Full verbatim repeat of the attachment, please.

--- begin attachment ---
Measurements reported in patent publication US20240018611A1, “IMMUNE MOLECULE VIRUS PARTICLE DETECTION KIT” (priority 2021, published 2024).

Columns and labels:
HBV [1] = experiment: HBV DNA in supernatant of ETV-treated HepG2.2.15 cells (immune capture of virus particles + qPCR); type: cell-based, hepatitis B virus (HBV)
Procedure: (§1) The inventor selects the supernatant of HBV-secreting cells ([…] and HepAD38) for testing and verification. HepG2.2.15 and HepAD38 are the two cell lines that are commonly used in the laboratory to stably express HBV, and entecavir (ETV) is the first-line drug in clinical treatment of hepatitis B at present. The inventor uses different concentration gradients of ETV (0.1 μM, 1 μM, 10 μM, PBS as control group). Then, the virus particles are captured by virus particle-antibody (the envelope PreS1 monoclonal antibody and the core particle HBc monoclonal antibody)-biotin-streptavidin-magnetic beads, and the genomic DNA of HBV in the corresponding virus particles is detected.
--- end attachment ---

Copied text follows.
Measurements reported in patent publication US20240018611A1, “IMMUNE MOLECULE VIRUS PARTICLE DETECTION KIT” (priority 2021, published 2024).

Columns and labels:
HBV [1] = experiment: HBV DNA in supernatant of ETV-treated HepG2.2.15 cells (immune capture of virus particles + qPCR); type: cell-based, hepatitis B virus (HBV)
Procedure: (§1) The inventor selects the supernatant of HBV-secreting cells ([…] and HepAD38) for testing and verification. HepG2.2.15 and HepAD38 are the two cell lines that are commonly used in the laboratory to stably express HBV, and entecavir (ETV) is the first-line drug in clinical treatment of hepatitis B at present. The inventor uses different concentration gradients of ETV (0.1 μM, 1 μM, 10 μM, PBS as control group). Then, the virus particles are captured by virus particle-antibody (the envelope PreS1 monoclonal antibody and the core particle HBc monoclonal antibody)-biotin-streptavidin-magnetic beads, and the genomic DNA of HBV in the corresponding virus particles is detected.